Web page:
A man, to express what the people believe, is only responsible for what (mediately or immediately) issues from the act of volition; and in that act his will is present, his will being himself, and neither a part of himself nor a certain disposition of elements not in a self, but the whole self expressing itself in a particular way, manifesting itself as will in this or that utterance, and, in and by such manifestation, qualifying the will which manifests itself. The will must be in the act, and the act in the will; and as the will is the self which remains the same self, therefore the act, which was part of the self, is now part of the self, since the self is that which it has done. We say ‘I will,’ and we mean something by it. We distinguish ‘I’ and ‘will.’ ‘I’ is what we always say, when we speak of thinking or doing at all, and ‘will’ means now some particular act which we will. And again in ‘I will’ we unite ‘I’ and ‘will,’ in such a way that the notion of dividing them is absurd; when of each it can be said that the one is in the other, partition is out of the question. ‘I’ was there, as a solid individual; then, when a particular act was before it, ‘I’ became to us that which included and was wider than this, that, or the other possible particulars; and lastly, in ‘I will’ there is no particular nor universal apart, but an inseparable whole. The vulgar, as we know, are the prey of delusions, which we think our ‘inductive’ psychology, and our anti-metaphysical metaphysic, and our all too metaphysical ‘Baconian’ science make impossible for ourselves; and the sole possible expression of the one most widely spread amongst all these rooted beliefs is this, that an universal is real, and that that universal is conscious of itself.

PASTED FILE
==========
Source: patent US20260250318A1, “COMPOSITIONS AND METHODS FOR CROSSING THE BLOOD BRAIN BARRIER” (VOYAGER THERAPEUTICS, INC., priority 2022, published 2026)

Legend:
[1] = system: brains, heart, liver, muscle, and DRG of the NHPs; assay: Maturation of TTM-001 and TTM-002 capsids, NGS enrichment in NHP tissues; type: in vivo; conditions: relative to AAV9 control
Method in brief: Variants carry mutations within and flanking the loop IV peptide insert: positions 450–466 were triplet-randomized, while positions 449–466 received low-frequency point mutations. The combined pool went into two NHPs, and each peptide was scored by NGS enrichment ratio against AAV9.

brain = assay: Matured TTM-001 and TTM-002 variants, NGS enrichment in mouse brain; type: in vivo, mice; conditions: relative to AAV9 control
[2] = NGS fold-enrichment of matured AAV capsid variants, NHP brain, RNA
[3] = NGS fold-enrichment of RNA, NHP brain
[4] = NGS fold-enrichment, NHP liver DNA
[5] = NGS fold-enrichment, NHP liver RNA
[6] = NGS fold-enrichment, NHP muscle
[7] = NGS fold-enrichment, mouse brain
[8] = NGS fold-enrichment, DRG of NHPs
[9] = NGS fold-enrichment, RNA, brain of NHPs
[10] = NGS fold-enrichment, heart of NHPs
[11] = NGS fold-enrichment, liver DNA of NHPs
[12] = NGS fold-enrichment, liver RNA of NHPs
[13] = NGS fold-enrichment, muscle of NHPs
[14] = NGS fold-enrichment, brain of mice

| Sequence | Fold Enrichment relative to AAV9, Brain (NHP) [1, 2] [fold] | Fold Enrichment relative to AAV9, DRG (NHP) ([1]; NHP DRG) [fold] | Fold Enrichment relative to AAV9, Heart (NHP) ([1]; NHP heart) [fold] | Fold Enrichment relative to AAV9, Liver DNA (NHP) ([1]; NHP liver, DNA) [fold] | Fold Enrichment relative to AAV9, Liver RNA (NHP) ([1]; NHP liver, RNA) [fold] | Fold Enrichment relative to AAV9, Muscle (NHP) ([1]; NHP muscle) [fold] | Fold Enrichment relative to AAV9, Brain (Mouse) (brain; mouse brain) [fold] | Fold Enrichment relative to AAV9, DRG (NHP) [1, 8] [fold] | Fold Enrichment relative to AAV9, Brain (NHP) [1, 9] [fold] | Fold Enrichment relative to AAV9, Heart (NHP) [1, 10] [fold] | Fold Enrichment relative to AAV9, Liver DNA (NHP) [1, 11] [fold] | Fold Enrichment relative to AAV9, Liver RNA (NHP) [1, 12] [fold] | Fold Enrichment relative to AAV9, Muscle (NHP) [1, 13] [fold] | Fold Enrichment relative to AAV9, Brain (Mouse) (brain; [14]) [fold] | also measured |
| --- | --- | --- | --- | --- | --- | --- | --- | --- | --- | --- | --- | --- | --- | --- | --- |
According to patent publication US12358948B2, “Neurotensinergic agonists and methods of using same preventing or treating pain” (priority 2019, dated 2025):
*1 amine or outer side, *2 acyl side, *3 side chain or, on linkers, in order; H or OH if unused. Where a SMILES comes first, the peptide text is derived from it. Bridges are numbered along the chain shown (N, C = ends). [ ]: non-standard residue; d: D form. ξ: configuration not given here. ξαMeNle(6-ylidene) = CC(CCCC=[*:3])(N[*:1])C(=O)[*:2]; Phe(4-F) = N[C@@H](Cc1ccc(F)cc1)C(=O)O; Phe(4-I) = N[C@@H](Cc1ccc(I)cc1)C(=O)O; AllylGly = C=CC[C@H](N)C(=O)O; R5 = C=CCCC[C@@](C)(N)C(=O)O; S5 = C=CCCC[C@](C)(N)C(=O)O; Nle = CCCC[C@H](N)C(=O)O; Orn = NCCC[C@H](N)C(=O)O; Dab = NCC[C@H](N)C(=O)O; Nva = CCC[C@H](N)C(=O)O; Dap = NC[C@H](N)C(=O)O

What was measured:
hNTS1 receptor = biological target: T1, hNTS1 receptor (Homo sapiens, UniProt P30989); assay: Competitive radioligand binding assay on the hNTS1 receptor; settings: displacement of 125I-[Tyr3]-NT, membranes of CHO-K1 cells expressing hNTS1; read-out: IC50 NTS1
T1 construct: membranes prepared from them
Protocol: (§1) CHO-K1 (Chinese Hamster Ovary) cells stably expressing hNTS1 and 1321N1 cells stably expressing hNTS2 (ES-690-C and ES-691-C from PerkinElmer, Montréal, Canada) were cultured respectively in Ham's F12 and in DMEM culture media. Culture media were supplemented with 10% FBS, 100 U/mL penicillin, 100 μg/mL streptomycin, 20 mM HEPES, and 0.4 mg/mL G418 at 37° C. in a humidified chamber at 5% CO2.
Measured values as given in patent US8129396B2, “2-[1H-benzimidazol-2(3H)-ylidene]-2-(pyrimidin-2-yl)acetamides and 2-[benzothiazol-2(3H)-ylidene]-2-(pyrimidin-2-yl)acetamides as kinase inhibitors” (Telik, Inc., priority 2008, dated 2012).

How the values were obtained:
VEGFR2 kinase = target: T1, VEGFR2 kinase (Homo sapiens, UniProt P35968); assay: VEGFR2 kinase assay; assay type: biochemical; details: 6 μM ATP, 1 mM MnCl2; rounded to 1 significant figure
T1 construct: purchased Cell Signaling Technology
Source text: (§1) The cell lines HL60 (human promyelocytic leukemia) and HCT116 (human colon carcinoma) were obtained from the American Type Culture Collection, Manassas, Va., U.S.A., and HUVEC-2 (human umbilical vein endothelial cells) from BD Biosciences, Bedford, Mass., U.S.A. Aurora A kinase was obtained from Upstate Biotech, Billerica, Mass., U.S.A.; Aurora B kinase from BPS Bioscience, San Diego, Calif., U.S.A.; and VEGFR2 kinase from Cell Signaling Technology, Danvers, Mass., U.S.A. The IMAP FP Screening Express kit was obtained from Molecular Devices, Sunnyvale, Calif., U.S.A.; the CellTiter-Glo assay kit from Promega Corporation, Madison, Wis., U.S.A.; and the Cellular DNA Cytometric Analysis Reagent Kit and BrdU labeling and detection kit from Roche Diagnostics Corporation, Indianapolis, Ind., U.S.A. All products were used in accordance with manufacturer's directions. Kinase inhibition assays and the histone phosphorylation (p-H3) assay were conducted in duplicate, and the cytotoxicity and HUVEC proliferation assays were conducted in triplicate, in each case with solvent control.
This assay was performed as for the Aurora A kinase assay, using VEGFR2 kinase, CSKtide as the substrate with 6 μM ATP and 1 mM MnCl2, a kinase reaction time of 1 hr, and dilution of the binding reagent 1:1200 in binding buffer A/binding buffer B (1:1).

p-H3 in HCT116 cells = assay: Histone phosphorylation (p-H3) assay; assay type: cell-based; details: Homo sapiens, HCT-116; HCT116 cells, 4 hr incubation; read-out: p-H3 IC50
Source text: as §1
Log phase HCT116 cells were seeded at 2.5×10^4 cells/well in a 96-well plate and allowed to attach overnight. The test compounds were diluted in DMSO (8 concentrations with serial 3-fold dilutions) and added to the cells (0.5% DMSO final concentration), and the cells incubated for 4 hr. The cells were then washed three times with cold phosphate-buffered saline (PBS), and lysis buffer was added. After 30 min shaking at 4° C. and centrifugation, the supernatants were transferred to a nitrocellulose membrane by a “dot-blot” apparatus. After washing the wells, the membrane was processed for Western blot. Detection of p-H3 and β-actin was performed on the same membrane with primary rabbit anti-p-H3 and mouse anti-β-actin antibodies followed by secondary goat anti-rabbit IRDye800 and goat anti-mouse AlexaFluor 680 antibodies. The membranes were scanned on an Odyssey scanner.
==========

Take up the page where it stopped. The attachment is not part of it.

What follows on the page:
We said that our Necessitarians ignored the self, both as willing self and as self-same will. Let us begin with the first. We saw (to repeat it) that ‘the will must be in the act, and the act in the will’; and phrases of this sort, which express the beliefs of the vulgar mind, should warn us that either we are living in an universe of ‘figments,’ or else that in the world we have entered no physical theories, which apply to things outside of each other in space, are likely to avail us. And so when we hear such phrases as ‘the mechanism of the human mind,’ we feel at a loss, if at least we believe that the sphere of mere mechanism has ceased, before that of the mind has even begun; and when, further, we learn the avowed intention to bring nothing but physical methods to bear on the interpretation of mind, what confidence we had altogether vanishes. And proceeding to inquire into the determination of the will by ‘motives,’ we find every term and phrase has a meaning not until we import into the consideration of ourselves the coarsest and crassest mechanical metaphors of pulls and pushes, drawings and thrustings, which we believed to exist not anywhere except in the lowest phenomena of the natural world. Just as in reading Locke and so many of the friends of Locke, we have nothing before our understanding, until, as it were, we call up before our eyes solid things in space, denting, and punching, and printing another thing called a mind, and this other thing in like manner (how, heaven knows) making marks and prints on itself also—so, in reading our determinists, the one chance of their terms bringing anything at all before the intellect, is for us to keep in sight a thing called a will, pushed and pulled by things called motives; or else certain ‘forces’ called motives, acting within a given space called self, and, by their ‘composition,’ resulting in no movement at all or a movement called ‘will;’ uncertain whether such movement is a movement of the whole ‘collection’ in the space called self, or a movement only of part of that collection.